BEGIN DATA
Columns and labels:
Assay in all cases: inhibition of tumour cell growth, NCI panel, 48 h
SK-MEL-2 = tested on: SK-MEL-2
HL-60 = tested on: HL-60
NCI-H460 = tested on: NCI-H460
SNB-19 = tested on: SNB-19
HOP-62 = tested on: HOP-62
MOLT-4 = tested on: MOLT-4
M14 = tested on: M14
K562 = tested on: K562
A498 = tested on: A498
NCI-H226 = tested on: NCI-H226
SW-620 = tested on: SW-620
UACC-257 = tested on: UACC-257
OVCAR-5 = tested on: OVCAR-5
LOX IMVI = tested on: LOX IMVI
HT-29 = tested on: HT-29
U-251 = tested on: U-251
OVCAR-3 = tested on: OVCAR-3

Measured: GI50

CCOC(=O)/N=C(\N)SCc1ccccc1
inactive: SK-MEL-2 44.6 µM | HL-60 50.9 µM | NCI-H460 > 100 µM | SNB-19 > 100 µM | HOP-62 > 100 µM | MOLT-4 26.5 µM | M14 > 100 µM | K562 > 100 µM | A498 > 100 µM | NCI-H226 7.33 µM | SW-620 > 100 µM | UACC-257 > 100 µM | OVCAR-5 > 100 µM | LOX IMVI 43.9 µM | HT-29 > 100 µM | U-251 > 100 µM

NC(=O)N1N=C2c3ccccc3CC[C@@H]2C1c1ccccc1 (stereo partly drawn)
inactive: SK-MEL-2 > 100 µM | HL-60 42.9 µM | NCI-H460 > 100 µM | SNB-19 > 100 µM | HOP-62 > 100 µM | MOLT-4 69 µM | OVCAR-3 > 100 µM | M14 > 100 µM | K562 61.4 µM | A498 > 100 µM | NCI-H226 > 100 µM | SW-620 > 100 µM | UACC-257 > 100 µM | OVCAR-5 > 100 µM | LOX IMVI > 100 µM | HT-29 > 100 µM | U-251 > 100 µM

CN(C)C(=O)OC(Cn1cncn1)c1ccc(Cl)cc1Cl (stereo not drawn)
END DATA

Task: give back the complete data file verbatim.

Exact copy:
Columns and labels:
Assay in all cases: inhibition of tumour cell growth, NCI panel, 48 h
SK-MEL-2 = tested on: SK-MEL-2
HL-60 = tested on: HL-60
NCI-H460 = tested on: NCI-H460
SNB-19 = tested on: SNB-19
HOP-62 = tested on: HOP-62
MOLT-4 = tested on: MOLT-4
M14 = tested on: M14
K562 = tested on: K562
A498 = tested on: A498
NCI-H226 = tested on: NCI-H226
SW-620 = tested on: SW-620
UACC-257 = tested on: UACC-257
OVCAR-5 = tested on: OVCAR-5
LOX IMVI = tested on: LOX IMVI
HT-29 = tested on: HT-29
U-251 = tested on: U-251
OVCAR-3 = tested on: OVCAR-3

Measured: GI50

CCOC(=O)/N=C(\N)SCc1ccccc1
inactive: SK-MEL-2 44.6 µM | HL-60 50.9 µM | NCI-H460 > 100 µM | SNB-19 > 100 µM | HOP-62 > 100 µM | MOLT-4 26.5 µM | M14 > 100 µM | K562 > 100 µM | A498 > 100 µM | NCI-H226 7.33 µM | SW-620 > 100 µM | UACC-257 > 100 µM | OVCAR-5 > 100 µM | LOX IMVI 43.9 µM | HT-29 > 100 µM | U-251 > 100 µM

NC(=O)N1N=C2c3ccccc3CC[C@@H]2C1c1ccccc1 (stereo partly drawn)
inactive: SK-MEL-2 > 100 µM | HL-60 42.9 µM | NCI-H460 > 100 µM | SNB-19 > 100 µM | HOP-62 > 100 µM | MOLT-4 69 µM | OVCAR-3 > 100 µM | M14 > 100 µM | K562 61.4 µM | A498 > 100 µM | NCI-H226 > 100 µM | SW-620 > 100 µM | UACC-257 > 100 µM | OVCAR-5 > 100 µM | LOX IMVI > 100 µM | HT-29 > 100 µM | U-251 > 100 µM

CN(C)C(=O)OC(Cn1cncn1)c1ccc(Cl)cc1Cl (stereo not drawn)